Article 16(2) of the EU ABS Regulation requires the Commission to submit to the European Parliament and the Council a report on the application of the Regulation, including an assessment of its effectiveness. The first EU ABS Regulation Implementation Report was adopted on 24 January 2019. It covers the first three years of application of the EU ABS Regulation, i.e. the period between October 2014 and August 2017, which is reduced to two years of application for provisions concerning due diligence (Art. 4), monitoring of user compliance (Art. 7) and compliance checks (Art. 9). It is based on information from the national reports submitted by all 28 Member States to the Commission, as well as other information available. Member States’ National Reports are available here:
In order to ensure a uniform implementation of the EU ABS Regulation across the European Union and provide a platform for cooperation between the Member States Competent Authorities as well as with the European Commission, the Commission has set up the ABS Expert Group. The Group meets approximately four times a year to share information, best practices and lessons learnt, and to develop guidance for the users of genetic resources. A summary record of the meetings of the ABS Expert Group is published in the Register of Commission Expert Groups.
In November 2017, the European Commission organized a workshop in Brussels with a view to provide an opportunity to Parties to the Nagoya Protocol to exchange views and experiences on current and arising challenges in implementing both access and compliance regimes, towards a more coherent interpretation and implementation of the concepts and provisions of the Protocol. Partners from provider countries were invited to present their access measures. Also, users and EU Competent National Authorities were invited to share their perspectives. All presentations given by participants to the workshop are summarized in a report.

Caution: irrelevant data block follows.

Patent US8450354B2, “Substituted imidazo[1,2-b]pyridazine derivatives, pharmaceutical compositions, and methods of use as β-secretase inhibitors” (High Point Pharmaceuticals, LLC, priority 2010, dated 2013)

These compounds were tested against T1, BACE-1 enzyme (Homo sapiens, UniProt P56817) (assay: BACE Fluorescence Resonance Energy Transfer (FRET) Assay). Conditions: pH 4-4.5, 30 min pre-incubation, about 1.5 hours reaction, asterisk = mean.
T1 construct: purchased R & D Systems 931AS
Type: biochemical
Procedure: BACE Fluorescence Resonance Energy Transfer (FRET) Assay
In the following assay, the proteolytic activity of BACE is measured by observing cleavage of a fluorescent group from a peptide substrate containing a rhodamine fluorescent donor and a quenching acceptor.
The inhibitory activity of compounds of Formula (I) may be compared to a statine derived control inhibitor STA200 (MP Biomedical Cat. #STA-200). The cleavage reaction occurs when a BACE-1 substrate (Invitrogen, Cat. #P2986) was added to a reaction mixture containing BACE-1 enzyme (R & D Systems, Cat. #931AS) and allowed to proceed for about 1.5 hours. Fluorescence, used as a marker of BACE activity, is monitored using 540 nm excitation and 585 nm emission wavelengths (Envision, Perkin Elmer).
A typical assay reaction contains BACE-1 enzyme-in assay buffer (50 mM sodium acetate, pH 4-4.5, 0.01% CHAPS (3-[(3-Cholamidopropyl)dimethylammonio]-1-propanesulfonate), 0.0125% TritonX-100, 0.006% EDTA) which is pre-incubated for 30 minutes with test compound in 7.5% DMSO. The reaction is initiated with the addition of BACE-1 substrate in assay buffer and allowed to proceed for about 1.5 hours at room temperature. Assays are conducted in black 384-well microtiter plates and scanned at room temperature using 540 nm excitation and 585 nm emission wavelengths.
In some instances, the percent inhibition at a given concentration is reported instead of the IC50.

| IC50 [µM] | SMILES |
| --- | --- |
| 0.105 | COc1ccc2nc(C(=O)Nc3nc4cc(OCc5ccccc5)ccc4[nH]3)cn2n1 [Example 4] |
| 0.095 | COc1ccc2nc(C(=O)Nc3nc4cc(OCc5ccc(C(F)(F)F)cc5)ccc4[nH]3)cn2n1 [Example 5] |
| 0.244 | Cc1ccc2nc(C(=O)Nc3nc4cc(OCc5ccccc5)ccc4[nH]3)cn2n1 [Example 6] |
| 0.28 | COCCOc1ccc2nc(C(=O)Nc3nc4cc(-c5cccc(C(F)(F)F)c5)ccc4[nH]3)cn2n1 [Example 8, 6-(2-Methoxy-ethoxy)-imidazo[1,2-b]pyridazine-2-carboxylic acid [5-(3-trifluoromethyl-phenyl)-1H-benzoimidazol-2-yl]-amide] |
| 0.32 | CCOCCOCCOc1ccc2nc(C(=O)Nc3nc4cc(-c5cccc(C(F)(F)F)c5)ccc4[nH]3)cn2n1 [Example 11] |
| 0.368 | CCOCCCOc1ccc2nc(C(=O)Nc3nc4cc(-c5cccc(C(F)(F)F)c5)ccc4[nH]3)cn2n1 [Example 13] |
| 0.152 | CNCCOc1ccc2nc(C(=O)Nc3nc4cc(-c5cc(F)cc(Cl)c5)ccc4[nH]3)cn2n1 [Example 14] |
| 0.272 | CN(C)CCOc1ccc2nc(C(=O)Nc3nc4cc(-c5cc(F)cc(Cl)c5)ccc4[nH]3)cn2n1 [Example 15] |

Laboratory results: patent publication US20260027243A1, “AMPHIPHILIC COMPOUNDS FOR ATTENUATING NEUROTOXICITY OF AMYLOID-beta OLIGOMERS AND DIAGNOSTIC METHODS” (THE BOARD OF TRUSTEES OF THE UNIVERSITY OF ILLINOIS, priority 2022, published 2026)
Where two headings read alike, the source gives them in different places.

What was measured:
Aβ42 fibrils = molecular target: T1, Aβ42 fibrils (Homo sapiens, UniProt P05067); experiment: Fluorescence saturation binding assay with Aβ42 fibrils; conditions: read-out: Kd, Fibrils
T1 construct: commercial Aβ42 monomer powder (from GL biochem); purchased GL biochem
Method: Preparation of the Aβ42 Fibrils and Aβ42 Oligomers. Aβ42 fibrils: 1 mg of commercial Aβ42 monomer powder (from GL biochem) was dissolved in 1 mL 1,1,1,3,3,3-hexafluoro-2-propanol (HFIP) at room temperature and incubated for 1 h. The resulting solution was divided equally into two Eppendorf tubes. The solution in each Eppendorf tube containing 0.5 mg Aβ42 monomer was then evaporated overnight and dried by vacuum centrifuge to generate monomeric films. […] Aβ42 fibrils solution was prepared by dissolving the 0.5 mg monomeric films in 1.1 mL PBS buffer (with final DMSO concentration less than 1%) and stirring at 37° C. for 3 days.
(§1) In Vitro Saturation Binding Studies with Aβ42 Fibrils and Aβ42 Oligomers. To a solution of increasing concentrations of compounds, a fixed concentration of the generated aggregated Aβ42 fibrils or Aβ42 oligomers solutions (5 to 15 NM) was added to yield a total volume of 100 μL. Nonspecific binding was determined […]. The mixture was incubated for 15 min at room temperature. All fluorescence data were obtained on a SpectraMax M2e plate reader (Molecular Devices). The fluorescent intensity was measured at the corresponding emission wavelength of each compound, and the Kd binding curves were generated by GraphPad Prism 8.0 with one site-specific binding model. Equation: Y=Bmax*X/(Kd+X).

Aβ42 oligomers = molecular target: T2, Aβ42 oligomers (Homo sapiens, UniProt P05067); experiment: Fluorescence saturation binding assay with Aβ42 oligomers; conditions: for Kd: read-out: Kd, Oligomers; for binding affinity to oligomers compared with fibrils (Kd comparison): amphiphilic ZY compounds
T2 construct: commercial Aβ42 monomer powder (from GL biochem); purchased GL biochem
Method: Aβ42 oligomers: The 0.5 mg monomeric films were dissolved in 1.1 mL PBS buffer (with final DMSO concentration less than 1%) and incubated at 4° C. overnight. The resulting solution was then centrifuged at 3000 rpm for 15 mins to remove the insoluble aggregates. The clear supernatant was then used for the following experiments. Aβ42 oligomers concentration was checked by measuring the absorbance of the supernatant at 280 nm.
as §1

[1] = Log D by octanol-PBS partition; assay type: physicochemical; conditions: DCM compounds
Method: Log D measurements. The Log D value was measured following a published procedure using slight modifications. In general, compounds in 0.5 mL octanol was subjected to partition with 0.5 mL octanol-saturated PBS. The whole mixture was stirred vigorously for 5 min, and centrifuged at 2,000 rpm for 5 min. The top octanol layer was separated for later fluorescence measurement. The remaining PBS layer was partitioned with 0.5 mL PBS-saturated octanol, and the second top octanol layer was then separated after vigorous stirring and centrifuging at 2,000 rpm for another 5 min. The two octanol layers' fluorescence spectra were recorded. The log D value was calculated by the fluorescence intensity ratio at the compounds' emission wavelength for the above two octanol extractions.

Studies, reports and other material
In the context of a contract service, the Commission tasked Milieu Ltd to carry out a preliminary analysis of the implications of the compliance obligations under the EU ABS Regulation for users of genetic resources in the EU. The report focuses on the identification and analysis of the positive and negative consequences of compliance with the EU ABS Regulation (EU) for both public research institutions and industry, including for small and medium-sized enterprises (SMEs).
The Commission has commissioned two independent studies on legal and policy aspects and on the technical aspects to explore possible ways to address digital sequence information (DSI), in preparation of the CBD COP 15 and NP COP-MOP4 negotiations. The studies have been carried out by independent experts and do not represent nor prejudge the position of the EU and its Member States. The information in the studies aim to inform the discussion around this topic, and by no means prejudge the outcomes of the next negotiations.